The always venerable Wikipedia defines an expatriate as “a person temporarily or permanently residing in a country or culture other than that of the person’s upbringing.” In other words, they’re strangers in a strange land. University of Kentucky fans have always identified themselves as members of “Big Blue Nation,” and in many cases, the BBN really CAN be found almost anywhere your travels take you. With that in mind, the series “The Ex-Pats of Big Blue Nation” will profile those Kentucky fans who have moved away from the Bluegrass State for whatever reason, asking how they’ve managed to maintain their devotion and fanhood despite living in areas where every exhibition game isn’t televised or where no one in the neighborhood understands the significance of the date April 2, 2012. In honor of Independence Day, today’s edition features Steven, an Army major deployed in Afghanistan. Read on and enjoy hearing about life as a UK fan outside of Kentucky.
Let’s start with the basics. Please state your name, where you’re from, and current location for the official record. No need for exact addresses, I don’t want to get you in trouble on the Internet.
Steve Kane. I was born in Dayton, OH and haven’t stopped moving as my dad was in the military. I am currently deployed to Afghanistan in support of Operation Enduring Freedom.
How did you get from Point A (Kentucky) to Point B (where you are now)?
I graduated from UK in 2000 and was commissioned into the Army through the UK ROTC program. I have been stationed in 8 places and have deployed 4 times during the last 13 years.
What team’s fans dominate your area? (College or professional)
When I am not deployed, I live in Fort Hood, TX and it is dominated by UT Longhorns and A&M Aggies. I typically don’t get much from the fans since they are all about football. However, they did rub it in pretty good when A&M beat UK this year. I was actually in Afghanistan on my Pre-Deployment Site Survey (PDSS) and I was on Facetime with my wife when a Texas A&M flag appeared and all I heard was “Gig-Em”. Her friend’s husband is a huge fan.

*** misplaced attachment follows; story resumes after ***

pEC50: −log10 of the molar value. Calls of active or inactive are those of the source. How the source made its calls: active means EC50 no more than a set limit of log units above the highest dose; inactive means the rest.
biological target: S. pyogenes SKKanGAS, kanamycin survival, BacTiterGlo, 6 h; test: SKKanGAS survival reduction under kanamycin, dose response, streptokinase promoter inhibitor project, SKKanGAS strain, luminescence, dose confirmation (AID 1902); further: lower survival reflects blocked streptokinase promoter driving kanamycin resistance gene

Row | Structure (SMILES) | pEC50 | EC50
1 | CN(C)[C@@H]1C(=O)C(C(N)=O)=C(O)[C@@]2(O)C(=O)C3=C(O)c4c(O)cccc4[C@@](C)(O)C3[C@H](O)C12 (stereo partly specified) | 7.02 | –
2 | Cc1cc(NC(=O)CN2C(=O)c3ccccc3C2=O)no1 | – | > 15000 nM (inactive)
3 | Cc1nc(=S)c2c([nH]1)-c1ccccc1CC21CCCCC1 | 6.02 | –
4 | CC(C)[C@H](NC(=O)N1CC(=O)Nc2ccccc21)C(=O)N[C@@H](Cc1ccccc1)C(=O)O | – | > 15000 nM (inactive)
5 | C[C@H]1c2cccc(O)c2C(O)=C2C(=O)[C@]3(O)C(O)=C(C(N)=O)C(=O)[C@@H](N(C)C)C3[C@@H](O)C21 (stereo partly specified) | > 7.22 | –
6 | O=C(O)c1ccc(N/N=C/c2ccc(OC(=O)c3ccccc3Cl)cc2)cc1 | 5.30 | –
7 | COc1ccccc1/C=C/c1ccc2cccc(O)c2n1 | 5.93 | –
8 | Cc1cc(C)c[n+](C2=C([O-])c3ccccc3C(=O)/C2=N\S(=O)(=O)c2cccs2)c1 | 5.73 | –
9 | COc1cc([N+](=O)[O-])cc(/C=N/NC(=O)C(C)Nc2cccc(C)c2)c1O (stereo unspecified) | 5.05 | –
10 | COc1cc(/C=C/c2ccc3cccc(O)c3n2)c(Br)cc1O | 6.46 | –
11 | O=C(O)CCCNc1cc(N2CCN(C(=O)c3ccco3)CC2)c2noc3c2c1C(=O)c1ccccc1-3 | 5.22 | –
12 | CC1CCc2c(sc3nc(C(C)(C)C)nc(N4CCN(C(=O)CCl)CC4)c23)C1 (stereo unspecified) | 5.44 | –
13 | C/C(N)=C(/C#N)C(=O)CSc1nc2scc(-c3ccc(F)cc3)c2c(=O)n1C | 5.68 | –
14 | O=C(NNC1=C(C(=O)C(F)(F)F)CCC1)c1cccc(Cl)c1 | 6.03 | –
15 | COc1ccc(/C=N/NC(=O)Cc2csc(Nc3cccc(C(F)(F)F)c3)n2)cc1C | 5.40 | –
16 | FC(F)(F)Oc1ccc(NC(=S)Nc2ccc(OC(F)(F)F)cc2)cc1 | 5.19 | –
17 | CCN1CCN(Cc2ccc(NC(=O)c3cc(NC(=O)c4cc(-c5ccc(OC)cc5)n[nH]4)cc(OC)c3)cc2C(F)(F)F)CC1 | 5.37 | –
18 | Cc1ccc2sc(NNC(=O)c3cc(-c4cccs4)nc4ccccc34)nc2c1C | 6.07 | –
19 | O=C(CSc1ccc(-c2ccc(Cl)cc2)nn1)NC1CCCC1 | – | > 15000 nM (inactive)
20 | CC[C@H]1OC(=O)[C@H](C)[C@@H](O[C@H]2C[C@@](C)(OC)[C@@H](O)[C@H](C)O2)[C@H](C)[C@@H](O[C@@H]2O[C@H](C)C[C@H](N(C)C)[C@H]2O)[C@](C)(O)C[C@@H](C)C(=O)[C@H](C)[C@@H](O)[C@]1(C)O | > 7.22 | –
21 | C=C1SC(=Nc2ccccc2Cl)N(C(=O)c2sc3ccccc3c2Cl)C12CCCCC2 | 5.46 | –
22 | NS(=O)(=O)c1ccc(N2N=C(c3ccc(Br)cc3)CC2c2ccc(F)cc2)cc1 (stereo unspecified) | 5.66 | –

Was it a hard adjustment going from living where everyone knows every detail about UK sports, to where people may conceivably think UK and Louisville are the same team?
Considerably hard. People simply do not understand the level of passion in our fan base. If anyone ever makes that mistake of thinking UK and Louisville are the same I will remind them we won it first.
How many Kentucky fans would you say are in your general vicinity? Is there a local UK alumni group or bar?
There is an Alumni group down in Austin, TX. I have not been able to join them yet, but I have a fellow grad right down the road that keeps me sane. We take every opportunity to watch the games and talk UK sports.
How do you show off your fandom while living away from Kentucky?
My wardrobe during basketball season consists of a UK T-Shirt (and pants). I have a license plate on my Kentucky Blue car and a flag hangs proudly outside the house.
What’s the hardest thing about being a fan outside of the geographic BBN? The best thing?